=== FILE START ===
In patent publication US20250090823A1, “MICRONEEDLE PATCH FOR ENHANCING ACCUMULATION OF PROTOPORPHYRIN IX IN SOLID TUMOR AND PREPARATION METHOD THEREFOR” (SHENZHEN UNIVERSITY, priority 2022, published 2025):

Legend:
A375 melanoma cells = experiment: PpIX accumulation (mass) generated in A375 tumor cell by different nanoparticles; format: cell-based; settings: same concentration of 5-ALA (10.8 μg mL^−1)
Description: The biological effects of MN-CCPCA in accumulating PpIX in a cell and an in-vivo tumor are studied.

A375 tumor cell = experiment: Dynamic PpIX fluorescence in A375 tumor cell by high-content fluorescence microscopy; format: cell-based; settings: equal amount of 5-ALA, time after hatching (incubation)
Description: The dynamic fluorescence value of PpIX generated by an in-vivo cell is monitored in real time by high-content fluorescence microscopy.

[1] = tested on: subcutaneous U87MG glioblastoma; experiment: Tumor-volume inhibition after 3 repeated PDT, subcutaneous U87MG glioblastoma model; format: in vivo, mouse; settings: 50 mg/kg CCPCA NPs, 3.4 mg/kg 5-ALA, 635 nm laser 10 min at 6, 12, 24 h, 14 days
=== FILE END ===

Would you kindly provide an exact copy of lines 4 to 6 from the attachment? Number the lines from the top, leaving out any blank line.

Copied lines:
Description: The biological effects of MN-CCPCA in accumulating PpIX in a cell and an in-vivo tumor are studied.

A375 tumor cell = experiment: Dynamic PpIX fluorescence in A375 tumor cell by high-content fluorescence microscopy; format: cell-based; settings: equal amount of 5-ALA, time after hatching (incubation)
Description: The dynamic fluorescence value of PpIX generated by an in-vivo cell is monitored in real time by high-content fluorescence microscopy.